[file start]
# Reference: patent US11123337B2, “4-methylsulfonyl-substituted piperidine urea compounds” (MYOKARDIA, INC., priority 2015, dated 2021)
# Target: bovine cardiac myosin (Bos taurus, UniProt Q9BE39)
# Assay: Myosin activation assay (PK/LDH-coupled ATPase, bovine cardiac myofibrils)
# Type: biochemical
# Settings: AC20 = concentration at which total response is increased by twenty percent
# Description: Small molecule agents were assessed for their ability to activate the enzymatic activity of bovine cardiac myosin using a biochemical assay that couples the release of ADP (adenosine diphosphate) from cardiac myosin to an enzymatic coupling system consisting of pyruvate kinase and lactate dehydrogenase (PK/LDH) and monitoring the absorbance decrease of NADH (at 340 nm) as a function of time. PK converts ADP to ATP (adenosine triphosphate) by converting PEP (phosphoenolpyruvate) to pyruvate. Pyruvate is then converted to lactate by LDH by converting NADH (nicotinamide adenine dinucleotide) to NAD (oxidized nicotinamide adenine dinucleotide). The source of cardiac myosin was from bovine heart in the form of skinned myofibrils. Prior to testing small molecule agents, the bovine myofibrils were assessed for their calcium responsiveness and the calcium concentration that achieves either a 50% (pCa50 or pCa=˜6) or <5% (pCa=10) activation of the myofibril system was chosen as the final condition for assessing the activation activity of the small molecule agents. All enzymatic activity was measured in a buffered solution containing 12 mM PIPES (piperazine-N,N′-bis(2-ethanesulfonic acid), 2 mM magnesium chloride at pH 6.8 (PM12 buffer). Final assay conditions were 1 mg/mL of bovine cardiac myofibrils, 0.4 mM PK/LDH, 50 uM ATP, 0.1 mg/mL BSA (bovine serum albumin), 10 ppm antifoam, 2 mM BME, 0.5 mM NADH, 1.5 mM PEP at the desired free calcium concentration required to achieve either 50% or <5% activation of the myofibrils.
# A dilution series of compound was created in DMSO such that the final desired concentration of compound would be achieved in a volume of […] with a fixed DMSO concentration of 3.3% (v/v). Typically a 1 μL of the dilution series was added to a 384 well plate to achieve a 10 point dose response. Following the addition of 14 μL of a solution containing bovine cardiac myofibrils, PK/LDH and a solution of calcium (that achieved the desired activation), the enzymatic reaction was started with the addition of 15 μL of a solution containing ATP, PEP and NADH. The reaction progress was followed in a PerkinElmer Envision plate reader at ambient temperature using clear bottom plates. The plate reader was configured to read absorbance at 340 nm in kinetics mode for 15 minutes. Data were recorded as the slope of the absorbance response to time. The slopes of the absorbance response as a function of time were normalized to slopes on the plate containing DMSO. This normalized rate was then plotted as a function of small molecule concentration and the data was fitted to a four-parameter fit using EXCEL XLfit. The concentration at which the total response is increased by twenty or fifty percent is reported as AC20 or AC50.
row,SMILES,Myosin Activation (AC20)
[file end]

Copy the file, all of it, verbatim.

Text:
# Reference: patent US11123337B2, “4-methylsulfonyl-substituted piperidine urea compounds” (MYOKARDIA, INC., priority 2015, dated 2021)
# Target: bovine cardiac myosin (Bos taurus, UniProt Q9BE39)
# Assay: Myosin activation assay (PK/LDH-coupled ATPase, bovine cardiac myofibrils)
# Type: biochemical
# Settings: AC20 = concentration at which total response is increased by twenty percent
# Description: Small molecule agents were assessed for their ability to activate the enzymatic activity of bovine cardiac myosin using a biochemical assay that couples the release of ADP (adenosine diphosphate) from cardiac myosin to an enzymatic coupling system consisting of pyruvate kinase and lactate dehydrogenase (PK/LDH) and monitoring the absorbance decrease of NADH (at 340 nm) as a function of time. PK converts ADP to ATP (adenosine triphosphate) by converting PEP (phosphoenolpyruvate) to pyruvate. Pyruvate is then converted to lactate by LDH by converting NADH (nicotinamide adenine dinucleotide) to NAD (oxidized nicotinamide adenine dinucleotide). The source of cardiac myosin was from bovine heart in the form of skinned myofibrils. Prior to testing small molecule agents, the bovine myofibrils were assessed for their calcium responsiveness and the calcium concentration that achieves either a 50% (pCa50 or pCa=˜6) or <5% (pCa=10) activation of the myofibril system was chosen as the final condition for assessing the activation activity of the small molecule agents. All enzymatic activity was measured in a buffered solution containing 12 mM PIPES (piperazine-N,N′-bis(2-ethanesulfonic acid), 2 mM magnesium chloride at pH 6.8 (PM12 buffer). Final assay conditions were 1 mg/mL of bovine cardiac myofibrils, 0.4 mM PK/LDH, 50 uM ATP, 0.1 mg/mL BSA (bovine serum albumin), 10 ppm antifoam, 2 mM BME, 0.5 mM NADH, 1.5 mM PEP at the desired free calcium concentration required to achieve either 50% or <5% activation of the myofibrils.
# A dilution series of compound was created in DMSO such that the final desired concentration of compound would be achieved in a volume of […] with a fixed DMSO concentration of 3.3% (v/v). Typically a 1 μL of the dilution series was added to a 384 well plate to achieve a 10 point dose response. Following the addition of 14 μL of a solution containing bovine cardiac myofibrils, PK/LDH and a solution of calcium (that achieved the desired activation), the enzymatic reaction was started with the addition of 15 μL of a solution containing ATP, PEP and NADH. The reaction progress was followed in a PerkinElmer Envision plate reader at ambient temperature using clear bottom plates. The plate reader was configured to read absorbance at 340 nm in kinetics mode for 15 minutes. Data were recorded as the slope of the absorbance response to time. The slopes of the absorbance response as a function of time were normalized to slopes on the plate containing DMSO. This normalized rate was then plotted as a function of small molecule concentration and the data was fitted to a four-parameter fit using EXCEL XLfit. The concentration at which the total response is increased by twenty or fifty percent is reported as AC20 or AC50.
row,SMILES,Myosin Activation (AC20)